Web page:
Laurel Nakadate
[Video artist and photographer, b. 1975, Austin, Texas, lives in New York.]

 Although I get a lot of ideas from things that have happened in my life, I see the final product as a place where my imagination meets my experience. What I love about photography is that nothing is really as it seems. 
 Sometimes, photographs live in our hearts as unborn ghosts and we survive not because their shadows find permanence there, but because that thing that is larger than us, larger than the things we can point to, remember and claim, escorts us from dark into light... 
 I believe photography is about choosing to live, being brave. Looking is an act of courage. It’s terrifying. It’s possible to see too much, to witness things that we cannot hold. 
 Humans like to look. I think that voyeurism and exploitation are often used in the same sentence. But, in my opinion, voyeurism is a beautiful and delightful thing. There is nothing more intimate than really looking at someone.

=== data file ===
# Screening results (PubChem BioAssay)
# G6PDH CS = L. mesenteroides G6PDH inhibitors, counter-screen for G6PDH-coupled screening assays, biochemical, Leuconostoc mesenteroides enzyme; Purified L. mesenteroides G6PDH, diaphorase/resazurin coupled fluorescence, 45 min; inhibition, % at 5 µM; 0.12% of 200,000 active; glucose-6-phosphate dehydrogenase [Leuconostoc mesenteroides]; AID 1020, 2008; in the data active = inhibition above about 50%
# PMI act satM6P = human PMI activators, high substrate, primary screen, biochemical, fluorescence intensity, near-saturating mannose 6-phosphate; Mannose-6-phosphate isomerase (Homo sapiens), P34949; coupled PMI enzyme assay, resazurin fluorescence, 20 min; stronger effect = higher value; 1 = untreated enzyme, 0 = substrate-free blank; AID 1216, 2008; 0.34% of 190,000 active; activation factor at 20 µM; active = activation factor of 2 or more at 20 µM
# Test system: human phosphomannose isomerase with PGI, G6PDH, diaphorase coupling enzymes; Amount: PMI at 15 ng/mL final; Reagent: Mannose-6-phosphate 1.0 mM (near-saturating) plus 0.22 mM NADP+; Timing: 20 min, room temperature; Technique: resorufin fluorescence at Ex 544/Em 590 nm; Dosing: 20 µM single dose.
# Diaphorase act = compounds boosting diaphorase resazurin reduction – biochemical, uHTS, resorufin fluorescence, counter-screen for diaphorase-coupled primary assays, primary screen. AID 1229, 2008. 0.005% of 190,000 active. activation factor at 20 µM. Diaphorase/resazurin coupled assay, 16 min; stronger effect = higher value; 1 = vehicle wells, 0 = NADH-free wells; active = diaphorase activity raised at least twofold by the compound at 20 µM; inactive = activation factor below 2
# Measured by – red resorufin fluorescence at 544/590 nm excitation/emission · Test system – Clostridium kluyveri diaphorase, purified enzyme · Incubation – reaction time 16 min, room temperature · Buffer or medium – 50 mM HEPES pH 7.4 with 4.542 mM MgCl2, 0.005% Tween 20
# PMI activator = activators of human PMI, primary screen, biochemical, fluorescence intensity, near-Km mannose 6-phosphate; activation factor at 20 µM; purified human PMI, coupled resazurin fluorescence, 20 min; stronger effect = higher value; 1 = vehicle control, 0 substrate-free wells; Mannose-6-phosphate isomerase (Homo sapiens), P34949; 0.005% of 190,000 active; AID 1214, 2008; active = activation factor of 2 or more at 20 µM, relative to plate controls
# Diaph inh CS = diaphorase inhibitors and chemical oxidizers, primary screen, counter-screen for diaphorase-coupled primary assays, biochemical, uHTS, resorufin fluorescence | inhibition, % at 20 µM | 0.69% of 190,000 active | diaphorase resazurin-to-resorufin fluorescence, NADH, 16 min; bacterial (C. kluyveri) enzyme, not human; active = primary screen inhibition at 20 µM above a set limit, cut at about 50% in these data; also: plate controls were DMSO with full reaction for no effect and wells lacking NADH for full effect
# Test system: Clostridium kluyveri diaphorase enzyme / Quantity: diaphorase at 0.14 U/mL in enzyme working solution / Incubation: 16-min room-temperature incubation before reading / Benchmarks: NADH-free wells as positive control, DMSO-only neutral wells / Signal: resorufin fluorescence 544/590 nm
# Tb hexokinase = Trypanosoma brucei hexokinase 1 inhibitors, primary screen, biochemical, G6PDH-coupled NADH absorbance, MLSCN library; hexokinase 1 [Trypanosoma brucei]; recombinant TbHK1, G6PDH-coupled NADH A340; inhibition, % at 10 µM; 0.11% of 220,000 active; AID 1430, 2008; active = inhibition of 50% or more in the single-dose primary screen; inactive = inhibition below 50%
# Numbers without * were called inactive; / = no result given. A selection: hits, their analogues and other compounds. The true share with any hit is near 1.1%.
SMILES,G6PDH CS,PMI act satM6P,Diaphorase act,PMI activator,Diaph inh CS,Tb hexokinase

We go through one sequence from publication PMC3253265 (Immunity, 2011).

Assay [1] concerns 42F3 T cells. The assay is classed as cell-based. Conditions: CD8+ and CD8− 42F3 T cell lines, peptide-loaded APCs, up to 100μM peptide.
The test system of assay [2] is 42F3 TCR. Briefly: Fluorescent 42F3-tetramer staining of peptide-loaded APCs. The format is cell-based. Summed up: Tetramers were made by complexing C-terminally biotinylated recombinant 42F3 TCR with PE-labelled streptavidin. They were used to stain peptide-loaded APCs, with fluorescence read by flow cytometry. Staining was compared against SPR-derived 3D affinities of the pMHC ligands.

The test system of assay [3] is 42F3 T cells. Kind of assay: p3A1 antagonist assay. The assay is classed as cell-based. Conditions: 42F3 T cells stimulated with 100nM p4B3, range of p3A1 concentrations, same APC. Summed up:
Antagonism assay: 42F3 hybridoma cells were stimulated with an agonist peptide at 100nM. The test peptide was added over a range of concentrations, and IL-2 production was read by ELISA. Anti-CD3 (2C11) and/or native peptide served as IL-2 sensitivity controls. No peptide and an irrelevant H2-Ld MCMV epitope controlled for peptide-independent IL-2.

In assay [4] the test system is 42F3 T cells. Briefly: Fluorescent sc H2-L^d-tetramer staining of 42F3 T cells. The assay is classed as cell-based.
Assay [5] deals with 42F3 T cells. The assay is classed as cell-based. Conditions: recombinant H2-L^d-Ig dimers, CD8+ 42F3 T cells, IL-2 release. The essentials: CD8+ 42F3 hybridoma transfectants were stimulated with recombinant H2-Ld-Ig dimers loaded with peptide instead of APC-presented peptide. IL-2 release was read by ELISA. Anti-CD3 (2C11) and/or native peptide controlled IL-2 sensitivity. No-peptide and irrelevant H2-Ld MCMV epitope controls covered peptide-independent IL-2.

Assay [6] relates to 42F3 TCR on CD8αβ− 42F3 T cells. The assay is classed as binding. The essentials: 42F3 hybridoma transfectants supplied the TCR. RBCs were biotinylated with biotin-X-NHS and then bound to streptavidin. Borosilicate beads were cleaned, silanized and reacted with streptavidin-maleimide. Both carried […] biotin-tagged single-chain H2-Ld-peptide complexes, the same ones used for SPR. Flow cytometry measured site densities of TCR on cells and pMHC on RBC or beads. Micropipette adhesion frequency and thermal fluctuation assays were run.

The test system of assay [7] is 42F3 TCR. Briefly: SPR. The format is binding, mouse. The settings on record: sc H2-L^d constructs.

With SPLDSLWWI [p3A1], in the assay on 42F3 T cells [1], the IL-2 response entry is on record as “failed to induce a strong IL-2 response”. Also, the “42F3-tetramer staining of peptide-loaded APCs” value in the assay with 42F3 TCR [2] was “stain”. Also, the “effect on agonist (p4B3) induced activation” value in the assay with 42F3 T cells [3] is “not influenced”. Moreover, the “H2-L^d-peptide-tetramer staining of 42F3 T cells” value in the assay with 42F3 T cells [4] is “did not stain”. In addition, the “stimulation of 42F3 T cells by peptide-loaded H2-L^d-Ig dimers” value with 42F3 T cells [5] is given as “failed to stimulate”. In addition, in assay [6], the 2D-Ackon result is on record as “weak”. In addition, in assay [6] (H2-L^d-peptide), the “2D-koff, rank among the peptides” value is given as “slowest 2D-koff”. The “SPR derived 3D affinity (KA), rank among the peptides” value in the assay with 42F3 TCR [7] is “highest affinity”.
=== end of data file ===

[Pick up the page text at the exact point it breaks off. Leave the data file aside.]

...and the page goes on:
Photography has saved my life, over and over again. 
 I would take this bus from Harvard Square that picked up Harvard and MIT boys... It was called the Fuck Bus. I’d ride the Fuck Bus with a bunch of eighteen-year-old boys, and I’d have my camera and my video camera... Essentially, for four years I watched girls get really drunk on their parents’ dollar and take off their clothes for visiting boys and professors. I watched the whole thing, and that’s where I got my start taking pictures, I guess. 
 [Photography] ties back into this feeling of wanting to watch things fall and the moment before they break. Fireworks are that way for me—this lovely thing that blows up and is gone. It all goes back to this desire to record things before they disappear—the original reason we take pictures, right?